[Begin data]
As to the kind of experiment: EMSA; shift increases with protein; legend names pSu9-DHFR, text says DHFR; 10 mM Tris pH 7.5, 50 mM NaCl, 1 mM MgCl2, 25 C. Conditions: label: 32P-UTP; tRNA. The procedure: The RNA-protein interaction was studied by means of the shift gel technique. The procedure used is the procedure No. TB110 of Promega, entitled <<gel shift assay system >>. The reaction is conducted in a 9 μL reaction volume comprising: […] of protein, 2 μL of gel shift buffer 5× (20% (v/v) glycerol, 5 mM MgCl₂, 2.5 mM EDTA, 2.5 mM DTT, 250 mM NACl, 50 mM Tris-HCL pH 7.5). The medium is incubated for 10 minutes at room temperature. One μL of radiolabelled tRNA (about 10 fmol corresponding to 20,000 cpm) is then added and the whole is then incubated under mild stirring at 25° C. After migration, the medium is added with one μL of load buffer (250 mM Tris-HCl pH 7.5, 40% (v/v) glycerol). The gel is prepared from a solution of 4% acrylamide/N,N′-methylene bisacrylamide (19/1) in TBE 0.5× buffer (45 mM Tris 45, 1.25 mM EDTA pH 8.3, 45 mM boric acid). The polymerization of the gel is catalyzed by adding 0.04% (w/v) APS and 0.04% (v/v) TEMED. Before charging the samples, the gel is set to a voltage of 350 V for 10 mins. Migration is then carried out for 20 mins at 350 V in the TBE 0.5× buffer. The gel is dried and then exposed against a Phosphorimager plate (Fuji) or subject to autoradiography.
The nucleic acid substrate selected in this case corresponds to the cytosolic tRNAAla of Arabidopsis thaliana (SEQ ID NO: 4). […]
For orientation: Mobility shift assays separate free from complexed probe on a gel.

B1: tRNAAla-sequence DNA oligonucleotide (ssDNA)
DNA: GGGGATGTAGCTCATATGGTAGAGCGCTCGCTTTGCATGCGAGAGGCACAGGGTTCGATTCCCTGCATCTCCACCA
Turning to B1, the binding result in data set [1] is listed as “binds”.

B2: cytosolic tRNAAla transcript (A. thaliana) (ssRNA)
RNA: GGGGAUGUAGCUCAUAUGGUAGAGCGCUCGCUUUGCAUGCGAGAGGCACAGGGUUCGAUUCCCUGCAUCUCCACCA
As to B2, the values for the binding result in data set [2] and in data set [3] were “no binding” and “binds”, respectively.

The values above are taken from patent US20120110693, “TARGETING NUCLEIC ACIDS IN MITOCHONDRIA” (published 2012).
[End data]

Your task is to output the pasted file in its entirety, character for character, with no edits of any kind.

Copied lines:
As to the kind of experiment: EMSA; shift increases with protein; legend names pSu9-DHFR, text says DHFR; 10 mM Tris pH 7.5, 50 mM NaCl, 1 mM MgCl2, 25 C. Conditions: label: 32P-UTP; tRNA. The procedure: The RNA-protein interaction was studied by means of the shift gel technique. The procedure used is the procedure No. TB110 of Promega, entitled <<gel shift assay system >>. The reaction is conducted in a 9 μL reaction volume comprising: […] of protein, 2 μL of gel shift buffer 5× (20% (v/v) glycerol, 5 mM MgCl₂, 2.5 mM EDTA, 2.5 mM DTT, 250 mM NACl, 50 mM Tris-HCL pH 7.5). The medium is incubated for 10 minutes at room temperature. One μL of radiolabelled tRNA (about 10 fmol corresponding to 20,000 cpm) is then added and the whole is then incubated under mild stirring at 25° C. After migration, the medium is added with one μL of load buffer (250 mM Tris-HCl pH 7.5, 40% (v/v) glycerol). The gel is prepared from a solution of 4% acrylamide/N,N′-methylene bisacrylamide (19/1) in TBE 0.5× buffer (45 mM Tris 45, 1.25 mM EDTA pH 8.3, 45 mM boric acid). The polymerization of the gel is catalyzed by adding 0.04% (w/v) APS and 0.04% (v/v) TEMED. Before charging the samples, the gel is set to a voltage of 350 V for 10 mins. Migration is then carried out for 20 mins at 350 V in the TBE 0.5× buffer. The gel is dried and then exposed against a Phosphorimager plate (Fuji) or subject to autoradiography.
The nucleic acid substrate selected in this case corresponds to the cytosolic tRNAAla of Arabidopsis thaliana (SEQ ID NO: 4). […]
For orientation: Mobility shift assays separate free from complexed probe on a gel.

B1: tRNAAla-sequence DNA oligonucleotide (ssDNA)
DNA: GGGGATGTAGCTCATATGGTAGAGCGCTCGCTTTGCATGCGAGAGGCACAGGGTTCGATTCCCTGCATCTCCACCA
Turning to B1, the binding result in data set [1] is listed as “binds”.

B2: cytosolic tRNAAla transcript (A. thaliana) (ssRNA)
RNA: GGGGAUGUAGCUCAUAUGGUAGAGCGCUCGCUUUGCAUGCGAGAGGCACAGGGUUCGAUUCCCUGCAUCUCCACCA
As to B2, the values for the binding result in data set [2] and in data set [3] were “no binding” and “binds”, respectively.

The values above are taken from patent US20120110693, “TARGETING NUCLEIC ACIDS IN MITOCHONDRIA” (published 2012).